One center nobody puts down went from Milwaukee to Singapore to Pakistan to Malaysia before winding up in Los Angeles. Not long after arrival, Kareem Abdul-Jabbar said, " L.A.'s changed. I've changed." But the most dominating figure in the game has not changed enough to stop the beautiful people in Bel Air from guaranteeing each other another Laker dynasty. Maybe even Doris Day will come out to the Forum once more.
Abdul-Jabbar has never lost a championship while playing for a Los Angeles team (he was 3-0 at UCLA), and while the current Lakers have not been known to play defense during their relentless pursuit of statistics and salaries, Kareem should be keen again after all those bitter winters matching wits with the thick snows and the thicker playbooks in Milwaukee.
"We'll put defensive pressure on people. We'll smother teams," says Abdul-Jabbar. First, Coach Bill Sharman must get his men's minds off their potentially incredible scoring averages. To these ends, when Guard Gail Goodrich held out all through the preseason, the joke was that the Lakers were offering him a no-cut, no-shoot contract. Cazzie Russell, another noted tommy-gunner who must relish the presence of Abdul-Jabbar, reveals priorities when he says, "All the older guys talk about the legs going first. Me? If my right arm goes, I'm through."
Most refreshing for the pro game is the possibility that teams will follow the lead of the two defending champions, the Warriors and the Colonels. Somewhere along the line their coaches, Al Attles of Golden State and Hubie Brown of Kentucky, recognized that "super teams," or a single man who can control a division race by himself, are things of the past.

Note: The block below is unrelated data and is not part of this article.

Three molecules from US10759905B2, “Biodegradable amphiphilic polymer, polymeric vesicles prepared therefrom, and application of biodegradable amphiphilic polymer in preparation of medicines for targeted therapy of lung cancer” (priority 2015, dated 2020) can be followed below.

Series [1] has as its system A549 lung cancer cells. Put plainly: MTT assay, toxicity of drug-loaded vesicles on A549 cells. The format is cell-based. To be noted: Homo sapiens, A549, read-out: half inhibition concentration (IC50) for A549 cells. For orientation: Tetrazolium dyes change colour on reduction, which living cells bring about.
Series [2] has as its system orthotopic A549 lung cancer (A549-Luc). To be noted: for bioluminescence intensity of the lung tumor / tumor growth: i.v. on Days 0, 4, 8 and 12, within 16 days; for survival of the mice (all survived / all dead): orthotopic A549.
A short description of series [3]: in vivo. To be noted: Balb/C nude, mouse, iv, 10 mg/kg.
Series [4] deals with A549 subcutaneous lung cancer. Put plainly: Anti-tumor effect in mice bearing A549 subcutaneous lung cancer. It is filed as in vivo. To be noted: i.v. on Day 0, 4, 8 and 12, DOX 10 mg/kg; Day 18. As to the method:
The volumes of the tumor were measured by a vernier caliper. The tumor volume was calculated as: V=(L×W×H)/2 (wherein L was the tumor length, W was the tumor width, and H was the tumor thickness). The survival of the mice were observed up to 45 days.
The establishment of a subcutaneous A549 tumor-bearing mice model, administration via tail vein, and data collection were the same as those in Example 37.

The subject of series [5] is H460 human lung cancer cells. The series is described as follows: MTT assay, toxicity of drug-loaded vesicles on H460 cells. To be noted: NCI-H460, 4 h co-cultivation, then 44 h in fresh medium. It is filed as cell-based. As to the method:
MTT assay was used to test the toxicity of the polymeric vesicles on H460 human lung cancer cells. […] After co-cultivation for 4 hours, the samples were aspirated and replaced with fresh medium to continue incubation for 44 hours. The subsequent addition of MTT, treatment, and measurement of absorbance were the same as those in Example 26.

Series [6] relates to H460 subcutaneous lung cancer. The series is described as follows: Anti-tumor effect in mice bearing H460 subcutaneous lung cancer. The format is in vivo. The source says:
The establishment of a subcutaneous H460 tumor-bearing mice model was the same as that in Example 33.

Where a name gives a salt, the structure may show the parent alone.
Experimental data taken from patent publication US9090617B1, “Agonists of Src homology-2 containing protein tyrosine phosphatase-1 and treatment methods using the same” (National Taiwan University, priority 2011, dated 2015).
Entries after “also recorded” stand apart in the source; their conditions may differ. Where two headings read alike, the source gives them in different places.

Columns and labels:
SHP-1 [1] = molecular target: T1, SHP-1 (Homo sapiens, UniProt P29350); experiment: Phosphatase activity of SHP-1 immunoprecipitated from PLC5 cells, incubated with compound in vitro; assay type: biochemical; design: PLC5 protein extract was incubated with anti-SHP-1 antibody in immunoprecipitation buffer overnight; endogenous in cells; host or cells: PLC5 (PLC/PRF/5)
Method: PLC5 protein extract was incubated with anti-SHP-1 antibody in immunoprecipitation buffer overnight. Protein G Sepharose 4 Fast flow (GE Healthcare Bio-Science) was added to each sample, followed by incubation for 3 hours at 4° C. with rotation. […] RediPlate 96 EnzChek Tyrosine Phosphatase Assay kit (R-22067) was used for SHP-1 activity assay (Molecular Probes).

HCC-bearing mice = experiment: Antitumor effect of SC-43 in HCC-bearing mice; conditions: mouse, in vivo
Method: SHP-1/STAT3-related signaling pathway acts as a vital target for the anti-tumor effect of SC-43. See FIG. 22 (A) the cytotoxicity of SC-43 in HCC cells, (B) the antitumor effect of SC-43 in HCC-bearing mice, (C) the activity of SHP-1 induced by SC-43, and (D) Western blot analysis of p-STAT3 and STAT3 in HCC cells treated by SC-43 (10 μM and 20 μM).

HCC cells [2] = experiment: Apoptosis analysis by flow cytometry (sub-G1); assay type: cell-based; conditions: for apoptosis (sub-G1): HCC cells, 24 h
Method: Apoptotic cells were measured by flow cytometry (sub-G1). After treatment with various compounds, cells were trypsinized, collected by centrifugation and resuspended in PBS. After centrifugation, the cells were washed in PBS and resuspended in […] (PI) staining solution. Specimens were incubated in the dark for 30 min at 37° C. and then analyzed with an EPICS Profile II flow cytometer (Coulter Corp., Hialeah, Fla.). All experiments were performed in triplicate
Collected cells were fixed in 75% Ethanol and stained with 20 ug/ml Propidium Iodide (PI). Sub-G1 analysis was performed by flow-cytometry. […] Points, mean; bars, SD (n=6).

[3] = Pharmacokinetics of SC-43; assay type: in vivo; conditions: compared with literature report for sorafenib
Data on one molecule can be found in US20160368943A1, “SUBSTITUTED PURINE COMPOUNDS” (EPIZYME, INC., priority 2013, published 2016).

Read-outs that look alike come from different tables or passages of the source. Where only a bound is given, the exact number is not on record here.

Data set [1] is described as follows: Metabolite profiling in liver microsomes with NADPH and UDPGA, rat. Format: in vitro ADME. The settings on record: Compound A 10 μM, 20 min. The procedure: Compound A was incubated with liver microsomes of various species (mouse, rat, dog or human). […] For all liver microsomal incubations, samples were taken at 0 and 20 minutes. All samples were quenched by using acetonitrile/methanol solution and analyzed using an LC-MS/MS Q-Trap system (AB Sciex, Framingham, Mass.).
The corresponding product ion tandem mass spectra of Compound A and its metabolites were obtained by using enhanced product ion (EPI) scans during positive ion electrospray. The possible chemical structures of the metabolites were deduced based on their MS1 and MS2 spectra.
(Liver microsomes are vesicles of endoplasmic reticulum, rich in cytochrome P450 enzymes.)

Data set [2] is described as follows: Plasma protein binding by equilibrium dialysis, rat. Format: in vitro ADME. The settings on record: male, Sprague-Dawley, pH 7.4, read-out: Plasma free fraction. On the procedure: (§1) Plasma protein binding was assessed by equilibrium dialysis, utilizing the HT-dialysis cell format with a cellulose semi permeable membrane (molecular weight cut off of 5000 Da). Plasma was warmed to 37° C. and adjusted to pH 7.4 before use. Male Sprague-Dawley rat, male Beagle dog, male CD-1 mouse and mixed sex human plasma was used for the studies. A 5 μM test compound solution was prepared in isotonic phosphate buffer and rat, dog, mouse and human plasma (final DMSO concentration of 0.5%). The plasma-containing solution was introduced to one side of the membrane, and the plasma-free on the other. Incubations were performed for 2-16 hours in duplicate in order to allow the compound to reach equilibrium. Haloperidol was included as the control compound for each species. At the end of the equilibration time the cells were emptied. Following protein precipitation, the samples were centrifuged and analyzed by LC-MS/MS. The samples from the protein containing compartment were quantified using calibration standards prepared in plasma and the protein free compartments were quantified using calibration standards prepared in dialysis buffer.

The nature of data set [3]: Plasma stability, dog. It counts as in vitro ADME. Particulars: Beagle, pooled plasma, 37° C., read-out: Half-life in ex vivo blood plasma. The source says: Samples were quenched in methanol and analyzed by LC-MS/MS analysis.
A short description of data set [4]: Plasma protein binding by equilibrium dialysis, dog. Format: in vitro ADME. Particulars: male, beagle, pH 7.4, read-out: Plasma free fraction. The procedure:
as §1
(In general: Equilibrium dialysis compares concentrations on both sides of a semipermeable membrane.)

Attles and Brown—two former underachieves off the mean streets of Jersey, the one a black battler from North Carolina A&T, the other a white whippet who wore a crewcut at Niagara—used a "team" to win. Not five men—not even eight—but 10 or 11 individuals substituting, platooning, helping, filling a role, cheering each other, contributing to a championship. Their victories—especially that of Golden State, which had only the remarkable Rick Barry among players Sonny Hill had never heard of—confirmed that excellent purses, at least the quality of old silk, can now be made from, say, nylon. Sows' ears still won't do. Beyond that, a sport finally had two championship leaders who refused to take themselves seriously. In the frenzy of a close late-season contest with the Nets, the effervescent Brown leaned over the press table and vigorously kissed a woman reporter. "Hell of a game, isn't it?" he said. And Attles must have been the first winning coach in history to be kicked out of the last game of a 4-0 championship sweep, thus having to watch the crowning achievement of his professional life on TV in the locker room.
But how much do coaches know anyway? When the CBS-TV microphones picked up the conversation in the Washington Bullets' sideline huddle during that final NBA series, the cat was out of the bag for all men who make a living at the glamorous art of Xs and Os. Hardly anyone can forget the Bullets' coach, K.C. Jones, momentarily mute while Assistant Bernie Bickerstaff furiously scribbled patterns and diagrammed plays as one time-out drew to a close. When the Bullets broke from the huddle, the coaches screamed, "O.K. O.K. What we got? What we got?" and Mike Riordan, dripping with sarcasm, said, "We got 24 seconds to shoot."
Pro basketball confusing? You got to love it.